Part I Knowledge
Chapter 1 Muscular Actions, Sport Performance, and Plyometric Training
Chapter 2 Anatomy and Physiology of Plyometrics
Chapter 3 How Plyometrics Works
Part II Considerations
Chapter 4 Plyometric Training and Young Athletes
Chapter 5 Plyometric and Neuromuscular Training for Female Athletes
Chapter 6 Plyometric Training for Injury Rehabilitation
Part III Applications
Chapter 7 Strength and Power Assessment for Plyometric Training
Chapter 8 Introduction of a Plyometric Training Program
Chapter 9 Essential Plyometric Exercises
Chapter 10 Plyometric Training in a Comprehensive Conditioning Program
Chapter 11 Sport-Specific Plyometric Training Programs
Dr. Donald Chu,
is a professor emeritus of kinesiology and physical education at California State University at Hayward, where he taught for more than 20 years. He is director and founder of Athercare Fitness & Rehabilitation in the San Francisco Bay area, which specializes in sport performance training, fitness programs, physical therapy, and clinical psychology.
Dr. Chu has developed an extensive reputation in the field of sport rehabilitation and fitness and conditioning. He pioneered research-supported plyometric training in the Western hemisphere and is revered throughout the strength and conditioning community for enhancing modern sports’ most defining athletic factor: power. Chu has been credited with bringing plyometric training to the attention of coaches, athletes, and fellow professionals in sport conditioning through his application of theoretical knowledge into practical demonstrations.
The author of six books, Chu has also written articles in refereed journals and contributed chapters to many books on sports medicine. More than 140,000 copies of his seminal book on the topic, Jumping Into Plyometrics, have been sold since 1994. He has presented extensively to professional groups around the world and consulted with athletes and teams at every level—including Olympians and professionals—on the development of training and conditioning programs.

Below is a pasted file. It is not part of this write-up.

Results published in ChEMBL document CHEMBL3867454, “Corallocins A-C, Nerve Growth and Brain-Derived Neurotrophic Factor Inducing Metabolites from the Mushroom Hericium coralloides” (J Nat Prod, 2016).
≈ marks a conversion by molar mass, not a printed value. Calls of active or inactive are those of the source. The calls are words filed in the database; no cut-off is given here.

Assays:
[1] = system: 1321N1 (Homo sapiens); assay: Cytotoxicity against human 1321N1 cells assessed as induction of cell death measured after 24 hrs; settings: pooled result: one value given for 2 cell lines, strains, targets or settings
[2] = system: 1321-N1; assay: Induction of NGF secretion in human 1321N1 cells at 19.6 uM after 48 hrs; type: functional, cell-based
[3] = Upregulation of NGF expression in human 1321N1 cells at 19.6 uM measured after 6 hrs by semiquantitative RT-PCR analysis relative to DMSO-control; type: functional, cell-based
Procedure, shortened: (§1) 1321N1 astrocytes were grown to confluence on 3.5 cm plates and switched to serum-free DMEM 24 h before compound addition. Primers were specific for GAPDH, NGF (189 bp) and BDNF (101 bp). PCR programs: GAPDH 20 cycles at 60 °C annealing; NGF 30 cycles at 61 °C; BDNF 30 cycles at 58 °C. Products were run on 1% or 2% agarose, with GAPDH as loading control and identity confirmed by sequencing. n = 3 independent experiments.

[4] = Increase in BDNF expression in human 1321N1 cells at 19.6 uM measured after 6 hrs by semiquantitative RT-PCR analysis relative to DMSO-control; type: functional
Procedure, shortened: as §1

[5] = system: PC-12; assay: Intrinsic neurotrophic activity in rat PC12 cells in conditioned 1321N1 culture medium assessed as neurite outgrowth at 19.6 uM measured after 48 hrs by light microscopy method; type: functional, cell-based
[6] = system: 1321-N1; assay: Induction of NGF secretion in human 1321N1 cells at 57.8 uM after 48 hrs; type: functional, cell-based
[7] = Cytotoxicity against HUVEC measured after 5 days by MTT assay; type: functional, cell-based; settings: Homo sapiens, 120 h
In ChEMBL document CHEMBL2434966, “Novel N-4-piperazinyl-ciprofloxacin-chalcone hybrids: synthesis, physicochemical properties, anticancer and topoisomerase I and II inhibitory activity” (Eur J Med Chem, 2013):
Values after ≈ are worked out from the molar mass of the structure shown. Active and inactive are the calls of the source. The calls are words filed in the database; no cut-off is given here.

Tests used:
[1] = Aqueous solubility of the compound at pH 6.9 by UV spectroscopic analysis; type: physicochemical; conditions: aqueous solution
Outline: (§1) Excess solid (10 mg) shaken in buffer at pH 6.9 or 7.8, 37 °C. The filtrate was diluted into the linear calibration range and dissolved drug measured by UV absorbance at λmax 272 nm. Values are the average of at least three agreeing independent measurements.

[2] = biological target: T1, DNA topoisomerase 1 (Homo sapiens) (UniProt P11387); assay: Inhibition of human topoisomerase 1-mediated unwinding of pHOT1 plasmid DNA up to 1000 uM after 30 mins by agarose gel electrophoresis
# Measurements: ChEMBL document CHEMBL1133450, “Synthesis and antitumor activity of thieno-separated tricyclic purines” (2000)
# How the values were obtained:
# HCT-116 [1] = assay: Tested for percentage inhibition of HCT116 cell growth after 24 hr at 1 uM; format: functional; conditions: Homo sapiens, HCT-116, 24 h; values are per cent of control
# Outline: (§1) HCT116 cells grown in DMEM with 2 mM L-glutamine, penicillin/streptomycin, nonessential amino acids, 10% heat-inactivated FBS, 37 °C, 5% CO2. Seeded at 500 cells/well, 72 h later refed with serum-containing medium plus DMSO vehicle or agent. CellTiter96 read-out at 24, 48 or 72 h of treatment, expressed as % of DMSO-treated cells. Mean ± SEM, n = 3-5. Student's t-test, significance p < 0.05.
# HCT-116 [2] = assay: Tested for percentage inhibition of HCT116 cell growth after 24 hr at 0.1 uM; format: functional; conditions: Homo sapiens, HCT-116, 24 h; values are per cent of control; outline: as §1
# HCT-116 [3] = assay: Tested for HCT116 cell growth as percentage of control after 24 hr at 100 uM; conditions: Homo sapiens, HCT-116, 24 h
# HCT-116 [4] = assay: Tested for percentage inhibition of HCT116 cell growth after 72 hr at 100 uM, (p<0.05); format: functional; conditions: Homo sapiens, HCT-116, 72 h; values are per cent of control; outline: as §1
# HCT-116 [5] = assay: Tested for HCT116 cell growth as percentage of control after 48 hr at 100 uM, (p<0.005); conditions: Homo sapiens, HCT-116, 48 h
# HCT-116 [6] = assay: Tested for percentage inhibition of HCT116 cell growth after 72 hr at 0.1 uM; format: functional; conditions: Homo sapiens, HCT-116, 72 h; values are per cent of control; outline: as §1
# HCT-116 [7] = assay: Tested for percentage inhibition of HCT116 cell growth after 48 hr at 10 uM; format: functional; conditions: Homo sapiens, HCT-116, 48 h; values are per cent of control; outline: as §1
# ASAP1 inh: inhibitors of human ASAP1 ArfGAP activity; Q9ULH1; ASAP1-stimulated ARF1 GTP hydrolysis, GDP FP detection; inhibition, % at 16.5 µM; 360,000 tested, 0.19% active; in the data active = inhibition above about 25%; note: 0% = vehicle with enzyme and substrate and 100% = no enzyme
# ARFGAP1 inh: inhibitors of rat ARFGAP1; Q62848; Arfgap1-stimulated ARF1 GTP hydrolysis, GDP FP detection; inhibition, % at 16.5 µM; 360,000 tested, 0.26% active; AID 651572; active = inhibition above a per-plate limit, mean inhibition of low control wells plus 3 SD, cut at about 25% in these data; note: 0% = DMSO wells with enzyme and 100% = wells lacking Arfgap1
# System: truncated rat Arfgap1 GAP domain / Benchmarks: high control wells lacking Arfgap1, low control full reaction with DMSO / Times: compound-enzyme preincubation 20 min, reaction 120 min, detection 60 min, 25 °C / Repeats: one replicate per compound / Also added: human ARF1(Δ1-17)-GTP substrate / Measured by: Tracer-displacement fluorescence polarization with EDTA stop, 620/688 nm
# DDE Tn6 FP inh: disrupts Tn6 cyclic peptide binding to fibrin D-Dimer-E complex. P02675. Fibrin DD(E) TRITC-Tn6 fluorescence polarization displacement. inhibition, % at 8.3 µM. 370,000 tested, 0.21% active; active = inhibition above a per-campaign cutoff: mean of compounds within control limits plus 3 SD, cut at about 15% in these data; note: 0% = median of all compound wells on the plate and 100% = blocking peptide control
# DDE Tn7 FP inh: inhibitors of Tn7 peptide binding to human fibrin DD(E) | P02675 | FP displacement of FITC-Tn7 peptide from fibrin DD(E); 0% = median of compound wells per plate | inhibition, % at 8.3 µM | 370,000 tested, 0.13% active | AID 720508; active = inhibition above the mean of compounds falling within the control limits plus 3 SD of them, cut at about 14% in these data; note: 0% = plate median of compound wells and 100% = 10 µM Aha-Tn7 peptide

Dr. Chu holds certifications as an athletic trainer (ATC) from the National Athletic Trainers’ Association (NATA) and as a certified strength and conditioning specialist (CSCS) from the National Strength and Conditioning Association (NSCA). He has served on the board of directors for both organizations and is a past president of the NSCA. He resides in Alameda, California.
Gregory D. Myer,
is currently the director of research and the Human Performance Laboratory for the Division of Sports Medicine at Cincinnati Children’s Hospital Medical Center and is also serving as the senior research advisor to the Micheli Center for Sports Injury Prevention. He also maintains his primary faculty appointment in the departments of pediatrics and orthopaedic surgery in the College of Medicine at the University of Cincinnati and secondary appointments in the athletic training division at Ohio State University. He is a member, lecturer, and honoree of the ACSM, NSCA, and NATA for his breakthrough research, including his defining work on the development of prevention strategies in knee injury. Myer’s work in the Human Performance Laboratory allows him to integrate the most advanced research findings into training protocols for athletic development and injury prevention. Dr. Myer works with athletes from preadolescence to professional level and speaks to coaches around the world seeking to update their own training programs.